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From the Desk of
County Commissioner Paul Smith

Why I Oppose the Charter

I oppose the proposed Charter for several reasons, including the following:

  1. It would increase the size and cost of government. It would increase the number of elected officials from 5 to 8, and it must be expected that these increases would also bring corresponding increases in staff, and increases in staff time to handle the business of elected officials.
  2. It would give one person considerably more power in governing. This can be more efficient, but it also brings the risk of mistakes if an Executive has an extremist agenda or a faulty view on any particular issue.
  3. The proposed balance of power between the Council and the Executive is weighted too heavily in favor of the Executive. For example, if the Executive decided to cut a county program (say TransIt, for example), then the Council would be powerless to restore funding for it.
  4. The proposed pay for council members ($22,500/year) is too low; it will make it more difficult and less likely to get quality people to run for office. An appropriate salary would have been $33,500/year. The proposed salary structure puts at risk the effective and responsible management of the City Council.
  5. The value of each vote would be reduced by 50% because instead of voting for all 5 elected officials, each voter would only be able to vote for 4 of the 8 elected officials.
  6. The districting proposal would be more likely to give a voice to particular districts, but it would also create a system where the representatives of each district will tend to always vote for his/her district regardless of what may be best for the whole County.
  7. The Charter seems to presume that the entire County Government would suddenly be under the control of the new County Executive. But this poses some problems.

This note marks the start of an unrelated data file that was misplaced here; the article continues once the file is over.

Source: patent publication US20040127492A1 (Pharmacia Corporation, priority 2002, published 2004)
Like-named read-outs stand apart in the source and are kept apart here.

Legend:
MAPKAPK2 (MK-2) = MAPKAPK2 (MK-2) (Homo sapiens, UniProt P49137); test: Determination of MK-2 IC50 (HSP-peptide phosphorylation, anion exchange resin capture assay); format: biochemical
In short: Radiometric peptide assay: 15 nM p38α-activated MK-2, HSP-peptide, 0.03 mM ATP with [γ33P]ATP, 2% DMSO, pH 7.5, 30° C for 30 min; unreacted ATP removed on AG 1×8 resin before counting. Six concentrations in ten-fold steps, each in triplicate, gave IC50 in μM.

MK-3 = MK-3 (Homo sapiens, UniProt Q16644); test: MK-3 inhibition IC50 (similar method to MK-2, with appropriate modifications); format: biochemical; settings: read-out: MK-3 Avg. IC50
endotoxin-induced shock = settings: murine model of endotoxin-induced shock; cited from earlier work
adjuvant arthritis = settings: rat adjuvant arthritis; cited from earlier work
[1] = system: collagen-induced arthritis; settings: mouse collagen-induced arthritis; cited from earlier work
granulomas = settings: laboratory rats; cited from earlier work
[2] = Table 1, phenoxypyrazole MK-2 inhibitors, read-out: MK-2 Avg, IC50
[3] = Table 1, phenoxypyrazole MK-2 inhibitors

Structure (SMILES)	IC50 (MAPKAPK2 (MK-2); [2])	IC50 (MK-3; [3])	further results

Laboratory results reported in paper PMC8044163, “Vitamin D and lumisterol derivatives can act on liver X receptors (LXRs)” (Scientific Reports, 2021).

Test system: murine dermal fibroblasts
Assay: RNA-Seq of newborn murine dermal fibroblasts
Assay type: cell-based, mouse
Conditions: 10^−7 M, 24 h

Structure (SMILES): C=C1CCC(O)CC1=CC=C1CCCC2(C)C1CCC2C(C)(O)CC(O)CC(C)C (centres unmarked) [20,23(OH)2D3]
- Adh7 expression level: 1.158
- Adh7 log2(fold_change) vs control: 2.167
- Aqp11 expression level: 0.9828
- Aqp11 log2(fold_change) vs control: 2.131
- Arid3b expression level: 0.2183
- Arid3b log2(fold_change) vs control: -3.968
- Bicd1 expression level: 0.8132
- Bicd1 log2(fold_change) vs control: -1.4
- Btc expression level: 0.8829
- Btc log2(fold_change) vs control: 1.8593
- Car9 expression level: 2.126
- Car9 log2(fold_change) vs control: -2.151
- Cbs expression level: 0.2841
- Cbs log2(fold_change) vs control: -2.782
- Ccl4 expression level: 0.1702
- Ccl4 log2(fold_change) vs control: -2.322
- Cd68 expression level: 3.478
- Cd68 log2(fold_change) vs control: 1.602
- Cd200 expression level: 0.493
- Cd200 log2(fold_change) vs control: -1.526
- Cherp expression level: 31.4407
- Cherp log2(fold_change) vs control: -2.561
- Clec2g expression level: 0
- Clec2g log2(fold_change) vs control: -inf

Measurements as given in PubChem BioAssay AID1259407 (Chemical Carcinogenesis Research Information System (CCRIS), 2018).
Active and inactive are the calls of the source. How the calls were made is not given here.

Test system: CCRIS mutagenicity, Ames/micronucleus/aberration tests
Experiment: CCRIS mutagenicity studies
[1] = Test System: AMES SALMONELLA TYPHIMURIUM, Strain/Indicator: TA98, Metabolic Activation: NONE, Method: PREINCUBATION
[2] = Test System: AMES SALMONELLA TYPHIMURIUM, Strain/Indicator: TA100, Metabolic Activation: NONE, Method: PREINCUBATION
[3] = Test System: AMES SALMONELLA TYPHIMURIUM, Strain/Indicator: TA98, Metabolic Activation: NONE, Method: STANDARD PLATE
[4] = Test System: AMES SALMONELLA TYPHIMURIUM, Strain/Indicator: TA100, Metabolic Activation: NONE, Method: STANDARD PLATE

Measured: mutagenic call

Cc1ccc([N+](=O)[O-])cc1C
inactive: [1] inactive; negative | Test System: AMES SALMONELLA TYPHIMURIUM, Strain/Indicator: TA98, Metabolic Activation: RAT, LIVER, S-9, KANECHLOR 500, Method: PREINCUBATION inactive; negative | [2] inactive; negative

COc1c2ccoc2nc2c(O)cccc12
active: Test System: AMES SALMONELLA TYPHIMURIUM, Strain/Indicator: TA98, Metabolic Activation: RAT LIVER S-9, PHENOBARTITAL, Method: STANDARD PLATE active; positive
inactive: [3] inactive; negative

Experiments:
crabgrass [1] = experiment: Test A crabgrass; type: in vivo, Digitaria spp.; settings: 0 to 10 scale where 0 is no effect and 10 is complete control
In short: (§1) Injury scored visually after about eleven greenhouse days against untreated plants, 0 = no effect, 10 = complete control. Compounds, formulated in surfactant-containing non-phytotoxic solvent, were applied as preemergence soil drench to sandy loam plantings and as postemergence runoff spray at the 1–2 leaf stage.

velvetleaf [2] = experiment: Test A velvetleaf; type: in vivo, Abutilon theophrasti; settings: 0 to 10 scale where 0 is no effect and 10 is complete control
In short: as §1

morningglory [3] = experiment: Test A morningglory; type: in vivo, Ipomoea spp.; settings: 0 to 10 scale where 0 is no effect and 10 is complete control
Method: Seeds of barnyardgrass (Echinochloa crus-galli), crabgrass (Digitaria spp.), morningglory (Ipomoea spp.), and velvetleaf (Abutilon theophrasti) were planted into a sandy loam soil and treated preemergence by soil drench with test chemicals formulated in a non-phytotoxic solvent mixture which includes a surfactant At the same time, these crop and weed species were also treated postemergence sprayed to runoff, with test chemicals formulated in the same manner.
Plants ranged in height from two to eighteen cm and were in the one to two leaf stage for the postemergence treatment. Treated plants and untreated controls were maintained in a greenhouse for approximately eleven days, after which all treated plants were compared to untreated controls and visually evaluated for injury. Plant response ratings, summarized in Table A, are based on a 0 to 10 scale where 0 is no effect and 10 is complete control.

The charter does not propose what staff positions there would be in the new County

    Council. There would need to be at least a clerk, a legislative assistant, an attorney, and some staff support for each of the council members. But the set up of such an organization would be entirely subject to the veto power of the County Executive, who would not have to fund something that he disapproves.

  8. Various previsions in the proposed Charter were unnecessary and create additional problems: (a) The limitation of 45 days for enacting legislation, and the requirement that it only be done on Tuesdays; (b) The requirement that new legislation cannot take effect for 60 days after passage; and (c) The requirement that the budget must be passed by May 25th. Each of these creates potential problems, the solution of which is more problematic than the benefit that the requirement intended to provide.
  9. The Charter prohibits the County Executive from having involvement with any other business for profit during his/her term. While this provision is intended to make sure the Executive will give his full time to his elected office, the Charter prohibition is excessive for the salary offered. This provision would eliminate some of the best qualified people from running for this important office because it would require them to totally divest themselves from their businesses for 4 years, which in turn could terminate the business to which they could return when their term would end.

For these and other reasons, I believe that passage of the current, proposed Charter would be a mistake for Frederick County. I understand the benefits that charter government would bring, but I believe these benefits would be far-outweighed by the problems that it would bring.

Read other articles from Frederick County Commissioners